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Stewards of James Brown Estate Sue Morgan Stanley
Thursday April 24, 2008 11:37 pm ET
By LYNNLEY BROWNING

A dispute over the estate of the legendary soul singer James Brown has reached a bitter new pitch — on Wall Street.

The estate’s guardians are accusing Morgan Stanley, the investment bank, of failing to prevent the estate’s previous manager, David G. Cannon, from draining millions of dollars held for Mr. Brown at the bank.

The money, which was to be used to finance Mr. Brown’s lavish personal lifestyle, came from the 1999 sale of $26 million of “Pullman bonds” that were tied to Mr. Brown’s future royalty income.

The Brown estate’s guardians have already sued Mr. Cannon and two other former business managers, contending that the three men defrauded Mr. Brown, the “Godfather of Soul,” over many years. On Monday the guardians, who are court-appointed trustees, filed a separate civil lawsuit against Morgan Stanley in Federal District Court in South Carolina. Both lawsuits seek to recover the lost money as well as damages.

It is unclear how much is left of Mr. Brown’s estate, though his songs, including classic soul hits like “I Got You (I Feel Good),” continue to produce royalties. Some of his heirs want to turn his home in Beech Island, S.C., into a Graceland-style attraction for fans.

After Mr. Brown, the self-proclaimed “hardest-working man in show business,” died on Dec. 25, 2006, a welter of lawsuits emerged involving his children and grandchildren, people who claim to be his children, his wives, and women who claim to be his wives, each seeking a piece of the singer’s estate. His latest will was drawn up around 2000 by H. Dewain Herring, a Columbia, S.C., lawyer who is serving 30 years in prison for the 2006 murder of a strip club employee.

In a statement Wednesday, Morgan Stanley said that the newest lawsuit “is without merit and we will contest it vigorously.” The bank said it had documentation authorizing Mr. Cannon to manage the funds in question.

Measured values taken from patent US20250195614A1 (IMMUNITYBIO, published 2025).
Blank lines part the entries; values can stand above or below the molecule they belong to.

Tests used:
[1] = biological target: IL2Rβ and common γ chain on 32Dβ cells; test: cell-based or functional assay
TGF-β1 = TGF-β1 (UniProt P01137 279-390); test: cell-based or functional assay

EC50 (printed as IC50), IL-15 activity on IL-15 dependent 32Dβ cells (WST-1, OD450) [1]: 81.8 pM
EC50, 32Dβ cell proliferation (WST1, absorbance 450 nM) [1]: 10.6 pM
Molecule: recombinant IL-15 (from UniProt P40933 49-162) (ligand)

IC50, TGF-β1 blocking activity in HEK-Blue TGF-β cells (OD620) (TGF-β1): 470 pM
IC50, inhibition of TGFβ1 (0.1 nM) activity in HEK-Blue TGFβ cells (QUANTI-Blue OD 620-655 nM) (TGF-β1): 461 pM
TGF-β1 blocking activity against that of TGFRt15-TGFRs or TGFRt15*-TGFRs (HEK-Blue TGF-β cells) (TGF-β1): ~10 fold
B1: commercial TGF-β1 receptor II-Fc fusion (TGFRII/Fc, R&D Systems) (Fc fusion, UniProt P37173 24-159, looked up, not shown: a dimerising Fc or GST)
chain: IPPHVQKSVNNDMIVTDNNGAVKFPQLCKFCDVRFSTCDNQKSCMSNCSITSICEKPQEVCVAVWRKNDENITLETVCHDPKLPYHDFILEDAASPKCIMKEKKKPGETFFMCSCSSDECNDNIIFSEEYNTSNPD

Though held in the name of James Brown Enterprises, the Morgan Stanley investment account was set up to produce $1.1 million a year for Mr. Brown’s personal use.

The estate trustees, Adele J. Pope and Robert L. Buchanan Jr., who are both lawyers, accuse Mr. Cannon of improperly engineering $6.7 million in withdrawals from 2000 to 2002 to James Brown Enterprises, which was controlled by Mr. Cannon and which, with Mr. Brown’s trust, controlled the bulk of Mr. Brown’s estate. Mr. Cannon then transferred $4.2 million to himself, the new lawsuit contends. The entire $10 million account was depleted by 2002.

Joseph Lizzio, the Morgan Stanley financial adviser who oversaw the account, said in a 2007 deposition that “it was just understood” that the account was for Mr. Brown’s personal use, not for Mr. Cannon or for business enterprises.

Mr. Lizzio said that he questioned Mr. Cannon about the transfers and received cursory replies, and even tried to call Mr. Brown once but could not reach him. Mr. Lizzio said he was worried about offending Mr. Brown by calling him too much.

While it is not atypical for estate lawyers or court-appointed trustees to sue former business managers, it is unusual for them to sue the banks that managed the accounts overseen by the former managers, said Alan F. Rothschild Jr., an estates lawyer who is a senior member of the section of the American Bar Association that focuses on estates and trust law. Such disputes are typically handled through arbitration.

Lawyers for the estate have argued that Mr. Brown never signed any documents agreeing to arbitration. Nevertheless, the trustees have filed arbitration proceedings over some of the transfers.

In 2002, Mr. Cannon transferred the assets of James Brown Enterprises to Seventh Decade Productions, an entity he exclusively owned and controlled, which opened its own account at Morgan Stanley. Mr. Lizzio, who also oversaw the Seventh Decade account, said in his deposition that had he known that Mr. Brown had no ownership in or control over Seventh Decade, he would have devised a new investment strategy for Mr. Brown.



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